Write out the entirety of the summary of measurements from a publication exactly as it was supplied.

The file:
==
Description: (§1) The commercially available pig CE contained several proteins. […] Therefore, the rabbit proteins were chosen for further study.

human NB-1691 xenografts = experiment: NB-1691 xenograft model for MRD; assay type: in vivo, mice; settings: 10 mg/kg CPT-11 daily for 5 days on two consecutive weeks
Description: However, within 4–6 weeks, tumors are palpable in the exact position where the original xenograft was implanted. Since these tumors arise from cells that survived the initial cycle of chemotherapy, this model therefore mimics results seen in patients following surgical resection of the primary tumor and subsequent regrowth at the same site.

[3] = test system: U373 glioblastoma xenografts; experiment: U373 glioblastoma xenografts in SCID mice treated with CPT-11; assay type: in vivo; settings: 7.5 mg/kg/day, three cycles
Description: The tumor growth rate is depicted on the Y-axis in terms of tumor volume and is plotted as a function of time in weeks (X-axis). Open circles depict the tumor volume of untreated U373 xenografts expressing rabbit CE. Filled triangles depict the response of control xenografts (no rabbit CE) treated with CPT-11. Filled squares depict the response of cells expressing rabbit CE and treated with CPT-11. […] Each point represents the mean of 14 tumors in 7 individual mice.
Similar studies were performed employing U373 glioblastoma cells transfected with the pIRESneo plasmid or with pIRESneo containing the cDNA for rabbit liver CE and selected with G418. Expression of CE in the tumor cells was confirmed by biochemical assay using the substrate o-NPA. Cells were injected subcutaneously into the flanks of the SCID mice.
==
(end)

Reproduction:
Description: (§1) The commercially available pig CE contained several proteins. […] Therefore, the rabbit proteins were chosen for further study.

human NB-1691 xenografts = experiment: NB-1691 xenograft model for MRD; assay type: in vivo, mice; settings: 10 mg/kg CPT-11 daily for 5 days on two consecutive weeks
Description: However, within 4–6 weeks, tumors are palpable in the exact position where the original xenograft was implanted. Since these tumors arise from cells that survived the initial cycle of chemotherapy, this model therefore mimics results seen in patients following surgical resection of the primary tumor and subsequent regrowth at the same site.

[3] = test system: U373 glioblastoma xenografts; experiment: U373 glioblastoma xenografts in SCID mice treated with CPT-11; assay type: in vivo; settings: 7.5 mg/kg/day, three cycles
Description: The tumor growth rate is depicted on the Y-axis in terms of tumor volume and is plotted as a function of time in weeks (X-axis). Open circles depict the tumor volume of untreated U373 xenografts expressing rabbit CE. Filled triangles depict the response of control xenografts (no rabbit CE) treated with CPT-11. Filled squares depict the response of cells expressing rabbit CE and treated with CPT-11. […] Each point represents the mean of 14 tumors in 7 individual mice.
Similar studies were performed employing U373 glioblastoma cells transfected with the pIRESneo plasmid or with pIRESneo containing the cDNA for rabbit liver CE and selected with G418. Expression of CE in the tumor cells was confirmed by biochemical assay using the substrate o-NPA. Cells were injected subcutaneously into the flanks of the SCID mice.